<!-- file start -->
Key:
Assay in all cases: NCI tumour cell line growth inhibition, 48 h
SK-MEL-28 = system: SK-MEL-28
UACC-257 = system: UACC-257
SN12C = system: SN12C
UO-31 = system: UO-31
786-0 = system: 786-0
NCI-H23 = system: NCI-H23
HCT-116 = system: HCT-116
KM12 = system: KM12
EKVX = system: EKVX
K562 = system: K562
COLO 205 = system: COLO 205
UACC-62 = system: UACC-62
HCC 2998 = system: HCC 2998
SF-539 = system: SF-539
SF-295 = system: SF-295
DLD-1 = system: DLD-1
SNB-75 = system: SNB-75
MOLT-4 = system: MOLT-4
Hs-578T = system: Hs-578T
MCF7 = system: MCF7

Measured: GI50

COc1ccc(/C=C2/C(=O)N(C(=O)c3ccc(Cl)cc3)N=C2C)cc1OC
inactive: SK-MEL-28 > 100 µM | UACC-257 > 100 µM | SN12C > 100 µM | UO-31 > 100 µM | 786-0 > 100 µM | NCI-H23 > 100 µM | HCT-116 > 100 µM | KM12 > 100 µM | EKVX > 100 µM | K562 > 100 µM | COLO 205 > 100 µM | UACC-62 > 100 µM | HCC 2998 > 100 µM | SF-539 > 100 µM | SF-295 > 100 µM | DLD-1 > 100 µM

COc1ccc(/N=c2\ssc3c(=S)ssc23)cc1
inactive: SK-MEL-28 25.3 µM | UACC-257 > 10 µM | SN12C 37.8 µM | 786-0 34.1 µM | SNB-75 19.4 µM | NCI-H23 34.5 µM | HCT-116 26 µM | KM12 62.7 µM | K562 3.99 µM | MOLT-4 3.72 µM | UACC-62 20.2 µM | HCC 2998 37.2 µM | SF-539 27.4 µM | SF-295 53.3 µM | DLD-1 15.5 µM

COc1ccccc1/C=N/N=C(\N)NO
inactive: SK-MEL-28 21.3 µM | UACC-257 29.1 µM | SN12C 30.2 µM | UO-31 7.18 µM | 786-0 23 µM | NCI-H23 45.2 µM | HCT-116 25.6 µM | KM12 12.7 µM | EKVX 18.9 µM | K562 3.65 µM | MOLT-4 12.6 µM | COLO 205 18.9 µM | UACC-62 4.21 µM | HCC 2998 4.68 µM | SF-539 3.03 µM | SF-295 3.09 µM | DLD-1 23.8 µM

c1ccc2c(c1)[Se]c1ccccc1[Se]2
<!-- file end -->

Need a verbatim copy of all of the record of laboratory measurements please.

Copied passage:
Key:
Assay in all cases: NCI tumour cell line growth inhibition, 48 h
SK-MEL-28 = system: SK-MEL-28
UACC-257 = system: UACC-257
SN12C = system: SN12C
UO-31 = system: UO-31
786-0 = system: 786-0
NCI-H23 = system: NCI-H23
HCT-116 = system: HCT-116
KM12 = system: KM12
EKVX = system: EKVX
K562 = system: K562
COLO 205 = system: COLO 205
UACC-62 = system: UACC-62
HCC 2998 = system: HCC 2998
SF-539 = system: SF-539
SF-295 = system: SF-295
DLD-1 = system: DLD-1
SNB-75 = system: SNB-75
MOLT-4 = system: MOLT-4
Hs-578T = system: Hs-578T
MCF7 = system: MCF7

Measured: GI50

COc1ccc(/C=C2/C(=O)N(C(=O)c3ccc(Cl)cc3)N=C2C)cc1OC
inactive: SK-MEL-28 > 100 µM | UACC-257 > 100 µM | SN12C > 100 µM | UO-31 > 100 µM | 786-0 > 100 µM | NCI-H23 > 100 µM | HCT-116 > 100 µM | KM12 > 100 µM | EKVX > 100 µM | K562 > 100 µM | COLO 205 > 100 µM | UACC-62 > 100 µM | HCC 2998 > 100 µM | SF-539 > 100 µM | SF-295 > 100 µM | DLD-1 > 100 µM

COc1ccc(/N=c2\ssc3c(=S)ssc23)cc1
inactive: SK-MEL-28 25.3 µM | UACC-257 > 10 µM | SN12C 37.8 µM | 786-0 34.1 µM | SNB-75 19.4 µM | NCI-H23 34.5 µM | HCT-116 26 µM | KM12 62.7 µM | K562 3.99 µM | MOLT-4 3.72 µM | UACC-62 20.2 µM | HCC 2998 37.2 µM | SF-539 27.4 µM | SF-295 53.3 µM | DLD-1 15.5 µM

COc1ccccc1/C=N/N=C(\N)NO
inactive: SK-MEL-28 21.3 µM | UACC-257 29.1 µM | SN12C 30.2 µM | UO-31 7.18 µM | 786-0 23 µM | NCI-H23 45.2 µM | HCT-116 25.6 µM | KM12 12.7 µM | EKVX 18.9 µM | K562 3.65 µM | MOLT-4 12.6 µM | COLO 205 18.9 µM | UACC-62 4.21 µM | HCC 2998 4.68 µM | SF-539 3.03 µM | SF-295 3.09 µM | DLD-1 23.8 µM

c1ccc2c(c1)[Se]c1ccccc1[Se]2